This week I’m celebrating the end of a most unusual academic year – I just wrapped up my spring quarter courses. It was a busy twelve months: I taught a total of 10 courses in the Kellogg MBA program, including classes in Beijing, Miami, and Koblenz, Germany. Of the ten, four were in-person, five were on Zoom and one was hybrid.
I’m also celebrating the end of teaching on Zoom.
Just over a year ago, teachers all over the world were forced to transition to Zoom or other online platforms. In-person teaching just wasn’t possible in a world with COVID-19 and so, with very little notice, the format changed.
It was a massive shift. Instead of wandering around a classroom, instructors were staring at a camera. Everything was different. Cold-calling, discussions, lectures – nothing in the online world is quite the same.
But teachers figured it out, often through trial and error. One day early in the transition I abruptly ended a Zoom class while trying to send people to break-out rooms. I routinely forgot to hit the record button on Zoom. I learned that once you send students to the break-outs groups, they can’t see your screen. I also learned that you need to remind students to be careful and thoughtful about what they post in the chat.
Now that we are emerging from the pandemic, I predict Zoom will largely fade away as a platform for premium instruction. The system works well, but it simply doesn’t compare to the in-person experience.
I ran a bit of a test this quarter: I had two in-person classes and one Zoom class. While all the classes seemed to go quite well, the in-person classes clearly had a different energy.
I am not entirely sure why the Zoom experience falls short. It may be that it is too easy for students to multi-task when on Zoom. Perhaps the time before and after class adds unexpected value; this time doesn’t exist with Zoom, since students seem to always log on at the instant the class starts. Simply being physically present changes how we connect as individuals.
While Zoom should and likely will fade away, it is useful to consider what the system does particularly well. The question for instructors: how can we bring some of this into the in-person classroom experience?
Zoom’s ability to quickly create random groups is terrific. It gets everyone working with new people. This is a compelling advantage. In classroom breakouts, people tend to group with the same people every time. Often these are friends. How do we embrace Zoom’s random assortment feature?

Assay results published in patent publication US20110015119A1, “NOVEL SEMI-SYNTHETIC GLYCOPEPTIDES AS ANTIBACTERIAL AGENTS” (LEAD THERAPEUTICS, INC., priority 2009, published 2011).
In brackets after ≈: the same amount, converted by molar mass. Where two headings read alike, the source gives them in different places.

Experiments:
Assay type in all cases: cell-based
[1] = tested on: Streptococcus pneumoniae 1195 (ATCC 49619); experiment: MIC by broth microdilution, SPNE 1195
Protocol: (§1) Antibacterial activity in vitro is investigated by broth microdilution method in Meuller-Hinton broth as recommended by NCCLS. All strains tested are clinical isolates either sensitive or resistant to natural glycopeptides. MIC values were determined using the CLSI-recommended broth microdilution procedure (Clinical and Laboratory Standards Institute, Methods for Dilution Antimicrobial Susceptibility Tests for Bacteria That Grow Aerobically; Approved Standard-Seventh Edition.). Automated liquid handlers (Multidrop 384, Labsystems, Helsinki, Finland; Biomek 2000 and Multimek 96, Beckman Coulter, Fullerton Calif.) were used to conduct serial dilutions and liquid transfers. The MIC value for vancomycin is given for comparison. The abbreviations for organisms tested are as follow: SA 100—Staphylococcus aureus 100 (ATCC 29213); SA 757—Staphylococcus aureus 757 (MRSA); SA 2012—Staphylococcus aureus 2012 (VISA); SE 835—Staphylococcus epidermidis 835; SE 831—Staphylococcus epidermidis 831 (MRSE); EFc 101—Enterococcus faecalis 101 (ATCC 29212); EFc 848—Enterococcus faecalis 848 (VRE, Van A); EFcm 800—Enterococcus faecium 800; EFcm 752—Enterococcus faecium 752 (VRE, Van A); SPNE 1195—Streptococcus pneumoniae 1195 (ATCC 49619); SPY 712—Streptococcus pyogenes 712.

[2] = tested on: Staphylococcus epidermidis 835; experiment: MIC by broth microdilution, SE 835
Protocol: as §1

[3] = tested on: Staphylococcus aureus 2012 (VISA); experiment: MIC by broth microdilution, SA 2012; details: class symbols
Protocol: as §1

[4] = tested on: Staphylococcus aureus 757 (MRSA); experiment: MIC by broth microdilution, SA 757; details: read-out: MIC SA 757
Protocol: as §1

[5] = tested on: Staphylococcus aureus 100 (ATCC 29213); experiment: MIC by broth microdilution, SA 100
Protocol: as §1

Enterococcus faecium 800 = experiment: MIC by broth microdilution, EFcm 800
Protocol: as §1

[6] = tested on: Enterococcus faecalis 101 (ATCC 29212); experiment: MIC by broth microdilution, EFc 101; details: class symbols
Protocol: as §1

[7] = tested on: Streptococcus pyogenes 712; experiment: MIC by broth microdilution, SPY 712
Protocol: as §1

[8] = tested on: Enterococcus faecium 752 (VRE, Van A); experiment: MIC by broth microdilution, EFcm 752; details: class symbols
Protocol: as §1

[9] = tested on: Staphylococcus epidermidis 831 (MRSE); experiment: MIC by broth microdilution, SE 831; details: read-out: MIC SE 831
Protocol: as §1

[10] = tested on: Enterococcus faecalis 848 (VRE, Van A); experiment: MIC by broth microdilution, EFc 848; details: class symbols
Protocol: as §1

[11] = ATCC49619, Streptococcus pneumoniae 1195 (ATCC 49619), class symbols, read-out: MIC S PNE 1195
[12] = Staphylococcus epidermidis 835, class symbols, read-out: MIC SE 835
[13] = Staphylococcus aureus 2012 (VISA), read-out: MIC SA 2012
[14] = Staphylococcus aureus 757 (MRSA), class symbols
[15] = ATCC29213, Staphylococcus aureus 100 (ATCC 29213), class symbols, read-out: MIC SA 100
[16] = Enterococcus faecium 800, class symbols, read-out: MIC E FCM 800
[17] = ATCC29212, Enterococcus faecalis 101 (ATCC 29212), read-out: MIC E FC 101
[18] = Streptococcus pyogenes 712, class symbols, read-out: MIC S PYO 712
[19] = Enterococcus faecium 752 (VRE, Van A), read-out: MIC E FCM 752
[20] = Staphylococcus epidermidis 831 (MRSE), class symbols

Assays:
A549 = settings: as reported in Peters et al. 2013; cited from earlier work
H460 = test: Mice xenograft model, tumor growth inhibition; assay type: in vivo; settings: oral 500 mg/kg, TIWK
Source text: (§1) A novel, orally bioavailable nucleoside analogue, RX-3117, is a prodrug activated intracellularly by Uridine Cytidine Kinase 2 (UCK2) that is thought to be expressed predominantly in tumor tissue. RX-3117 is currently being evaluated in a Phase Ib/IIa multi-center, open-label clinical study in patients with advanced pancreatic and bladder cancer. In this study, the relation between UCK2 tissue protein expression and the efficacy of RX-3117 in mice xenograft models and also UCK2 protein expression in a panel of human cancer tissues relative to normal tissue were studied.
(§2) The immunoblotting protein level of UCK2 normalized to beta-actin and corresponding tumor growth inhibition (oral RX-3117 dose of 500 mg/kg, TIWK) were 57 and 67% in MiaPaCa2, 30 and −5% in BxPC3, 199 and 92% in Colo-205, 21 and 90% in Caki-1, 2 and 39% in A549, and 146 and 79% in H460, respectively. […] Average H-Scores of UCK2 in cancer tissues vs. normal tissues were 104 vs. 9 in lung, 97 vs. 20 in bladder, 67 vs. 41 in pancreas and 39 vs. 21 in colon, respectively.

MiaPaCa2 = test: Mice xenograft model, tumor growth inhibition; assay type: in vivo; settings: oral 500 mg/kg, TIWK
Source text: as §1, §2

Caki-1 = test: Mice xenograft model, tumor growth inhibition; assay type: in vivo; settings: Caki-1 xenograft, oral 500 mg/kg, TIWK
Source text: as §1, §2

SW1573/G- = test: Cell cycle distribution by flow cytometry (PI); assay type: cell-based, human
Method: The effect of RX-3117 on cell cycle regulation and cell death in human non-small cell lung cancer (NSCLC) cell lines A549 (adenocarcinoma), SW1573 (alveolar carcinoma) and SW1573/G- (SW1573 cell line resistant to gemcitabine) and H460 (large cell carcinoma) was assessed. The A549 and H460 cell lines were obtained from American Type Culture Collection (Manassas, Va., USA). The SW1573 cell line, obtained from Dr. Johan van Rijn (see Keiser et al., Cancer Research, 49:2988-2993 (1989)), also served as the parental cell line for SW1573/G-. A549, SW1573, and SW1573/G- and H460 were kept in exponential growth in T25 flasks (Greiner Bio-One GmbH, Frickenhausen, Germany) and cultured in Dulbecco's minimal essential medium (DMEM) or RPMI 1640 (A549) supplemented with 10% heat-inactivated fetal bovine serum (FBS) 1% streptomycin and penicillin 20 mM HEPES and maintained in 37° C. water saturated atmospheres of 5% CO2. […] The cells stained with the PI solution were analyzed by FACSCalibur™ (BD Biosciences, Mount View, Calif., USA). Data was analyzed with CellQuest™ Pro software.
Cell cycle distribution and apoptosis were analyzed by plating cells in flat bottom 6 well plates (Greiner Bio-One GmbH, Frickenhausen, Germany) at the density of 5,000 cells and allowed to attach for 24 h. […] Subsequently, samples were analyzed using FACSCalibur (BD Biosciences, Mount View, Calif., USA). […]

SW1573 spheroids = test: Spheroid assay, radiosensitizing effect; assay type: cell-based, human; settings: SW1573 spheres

The Zoom chat function is tremendous. It gives everyone a chance to jump into the discussion and provides lots of material for instructors to react to. Is there a way to bring something like this into the in-person classroom?
The ability to let students zoom in from anywhere is amazing. It provides compelling flexibility. Sometimes people need to be out of town. People get sick. How can we keep this when we are back to in-person classes?
Similarly, with Zoom, instructors have the freedom to teach from anywhere and travel when needed. Should this be an option going forward?
Recording classes is a big benefit; people can review the material or catch up on things they missed. Zoom recordings are very good. In-person recordings are often very difficult to watch, with either a tiny instructor wandering around a room, or a video of a podium with the instructor occasionally walking by.
How can we record in-person classes well? And how can we ensure people still show up for an in-person class when the recording is available to watch at another time?
Zoom is dramatically easier for anyone who has to travel a long distance to get to the classroom. At Kellogg, for example, evening and weekend students often travel from the suburbs or even different cities. How do we capture the travel benefits of Zoom while maintaining the classroom experience? I wonder about mixed classes: how about an evening class that has 5 in-person sessions and 5 on Zoom?
Zoom makes it easy to include guest speakers. Instead of spending a day to travel to campus, a business executive can simply log-in and join the conversation. A short visit, never a real possibility with an in-person format, becomes an option. How can we make this work when students are in-person?
Virtual Course Moderators
Kellogg assigned Virtual Course Moderators to each Zoom class. These individuals managed technical issues, kept attendance, monitored participation, provided feedback to the professor. If the sound went out, the VCM would be the first to chime in with a “Professor, we can’t hear you!” They added a lot of value. Perhaps an in-person course would benefit from similar support.
With luck, most teachers will be teaching in-person next year. I certainly hope that is the case! The challenge for us is to capture some of the positive characteristics of a Zoom class while getting back to the magic of in-person teaching, the format that has worked well for centuries.